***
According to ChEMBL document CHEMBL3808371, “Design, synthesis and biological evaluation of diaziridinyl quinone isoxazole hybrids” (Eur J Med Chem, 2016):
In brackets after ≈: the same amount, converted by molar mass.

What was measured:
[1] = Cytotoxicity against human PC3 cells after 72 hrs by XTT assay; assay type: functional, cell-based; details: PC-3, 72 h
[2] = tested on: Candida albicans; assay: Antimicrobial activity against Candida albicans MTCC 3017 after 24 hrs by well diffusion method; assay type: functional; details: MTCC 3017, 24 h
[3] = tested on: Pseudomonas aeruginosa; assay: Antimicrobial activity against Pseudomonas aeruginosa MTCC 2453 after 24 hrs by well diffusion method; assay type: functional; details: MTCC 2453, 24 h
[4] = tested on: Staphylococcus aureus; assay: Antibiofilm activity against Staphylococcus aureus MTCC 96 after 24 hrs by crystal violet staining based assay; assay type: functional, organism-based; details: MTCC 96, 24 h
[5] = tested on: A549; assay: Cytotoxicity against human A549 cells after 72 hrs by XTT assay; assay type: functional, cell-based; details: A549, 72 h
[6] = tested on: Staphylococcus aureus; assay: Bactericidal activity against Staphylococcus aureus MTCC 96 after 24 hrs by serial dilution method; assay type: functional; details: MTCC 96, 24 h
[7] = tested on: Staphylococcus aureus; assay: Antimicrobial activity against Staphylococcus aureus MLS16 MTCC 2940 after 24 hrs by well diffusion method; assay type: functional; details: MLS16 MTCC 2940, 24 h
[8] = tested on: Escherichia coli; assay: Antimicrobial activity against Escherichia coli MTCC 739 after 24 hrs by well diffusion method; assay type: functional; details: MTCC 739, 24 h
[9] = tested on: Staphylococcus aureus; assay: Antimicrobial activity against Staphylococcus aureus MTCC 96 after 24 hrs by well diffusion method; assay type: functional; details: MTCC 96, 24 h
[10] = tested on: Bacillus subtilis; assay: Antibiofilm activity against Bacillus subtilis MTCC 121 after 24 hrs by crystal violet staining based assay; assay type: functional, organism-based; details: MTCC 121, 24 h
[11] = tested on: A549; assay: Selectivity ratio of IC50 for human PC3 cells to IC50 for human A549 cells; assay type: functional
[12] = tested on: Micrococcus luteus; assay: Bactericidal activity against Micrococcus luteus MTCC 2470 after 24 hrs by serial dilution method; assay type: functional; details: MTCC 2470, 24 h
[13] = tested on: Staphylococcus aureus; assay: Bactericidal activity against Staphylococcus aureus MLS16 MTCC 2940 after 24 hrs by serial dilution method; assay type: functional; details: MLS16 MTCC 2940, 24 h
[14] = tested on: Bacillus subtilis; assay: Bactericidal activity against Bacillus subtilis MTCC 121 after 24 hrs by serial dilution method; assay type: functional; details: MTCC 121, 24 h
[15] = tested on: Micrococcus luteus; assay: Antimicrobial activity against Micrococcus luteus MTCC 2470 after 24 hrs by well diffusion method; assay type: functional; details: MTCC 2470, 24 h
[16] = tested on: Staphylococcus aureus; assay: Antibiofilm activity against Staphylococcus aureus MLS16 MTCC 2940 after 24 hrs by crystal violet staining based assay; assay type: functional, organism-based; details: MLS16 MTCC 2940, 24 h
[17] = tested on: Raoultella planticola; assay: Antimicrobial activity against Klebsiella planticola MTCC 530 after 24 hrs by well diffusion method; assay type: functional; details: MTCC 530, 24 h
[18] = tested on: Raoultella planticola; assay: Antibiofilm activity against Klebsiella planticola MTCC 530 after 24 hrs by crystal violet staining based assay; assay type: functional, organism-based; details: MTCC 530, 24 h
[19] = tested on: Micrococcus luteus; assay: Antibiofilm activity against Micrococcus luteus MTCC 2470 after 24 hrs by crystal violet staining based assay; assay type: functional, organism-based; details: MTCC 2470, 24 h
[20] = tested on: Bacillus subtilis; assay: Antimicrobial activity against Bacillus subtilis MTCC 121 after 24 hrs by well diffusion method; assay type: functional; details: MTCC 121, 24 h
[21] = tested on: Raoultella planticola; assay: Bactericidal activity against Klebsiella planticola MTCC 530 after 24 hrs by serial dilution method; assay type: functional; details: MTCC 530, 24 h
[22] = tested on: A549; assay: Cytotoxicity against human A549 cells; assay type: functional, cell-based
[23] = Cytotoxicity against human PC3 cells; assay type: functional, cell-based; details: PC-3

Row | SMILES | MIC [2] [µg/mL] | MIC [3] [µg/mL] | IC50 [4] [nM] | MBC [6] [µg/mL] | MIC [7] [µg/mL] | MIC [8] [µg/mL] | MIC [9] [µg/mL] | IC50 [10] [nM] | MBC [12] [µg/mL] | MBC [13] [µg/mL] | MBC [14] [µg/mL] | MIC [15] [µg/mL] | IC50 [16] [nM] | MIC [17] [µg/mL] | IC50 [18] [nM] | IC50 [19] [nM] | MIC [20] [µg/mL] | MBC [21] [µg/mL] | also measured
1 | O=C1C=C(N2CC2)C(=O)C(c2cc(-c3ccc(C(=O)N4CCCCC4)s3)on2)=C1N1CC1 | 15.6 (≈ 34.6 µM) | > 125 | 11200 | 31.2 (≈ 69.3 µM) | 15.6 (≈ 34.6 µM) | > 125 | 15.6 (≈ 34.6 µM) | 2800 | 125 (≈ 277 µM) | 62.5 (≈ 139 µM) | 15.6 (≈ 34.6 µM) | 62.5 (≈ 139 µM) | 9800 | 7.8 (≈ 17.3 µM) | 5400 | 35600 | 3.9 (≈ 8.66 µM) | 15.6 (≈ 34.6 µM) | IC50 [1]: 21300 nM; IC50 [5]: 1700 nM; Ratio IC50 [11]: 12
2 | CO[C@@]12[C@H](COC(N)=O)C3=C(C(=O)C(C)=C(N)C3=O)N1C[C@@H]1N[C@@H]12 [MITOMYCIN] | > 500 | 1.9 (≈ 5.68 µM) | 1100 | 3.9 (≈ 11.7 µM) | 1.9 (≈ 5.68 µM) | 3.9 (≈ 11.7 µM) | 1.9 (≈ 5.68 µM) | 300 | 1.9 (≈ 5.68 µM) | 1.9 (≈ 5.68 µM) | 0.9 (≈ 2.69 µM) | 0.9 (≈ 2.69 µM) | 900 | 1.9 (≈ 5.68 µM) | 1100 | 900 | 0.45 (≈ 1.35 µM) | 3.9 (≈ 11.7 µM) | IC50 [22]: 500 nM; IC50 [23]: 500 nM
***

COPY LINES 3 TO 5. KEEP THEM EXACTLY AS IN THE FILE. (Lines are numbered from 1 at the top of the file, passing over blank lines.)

What was measured:
[1] = Cytotoxicity against human PC3 cells after 72 hrs by XTT assay; assay type: functional, cell-based; details: PC-3, 72 h
[2] = tested on: Candida albicans; assay: Antimicrobial activity against Candida albicans MTCC 3017 after 24 hrs by well diffusion method; assay type: functional; details: MTCC 3017, 24 h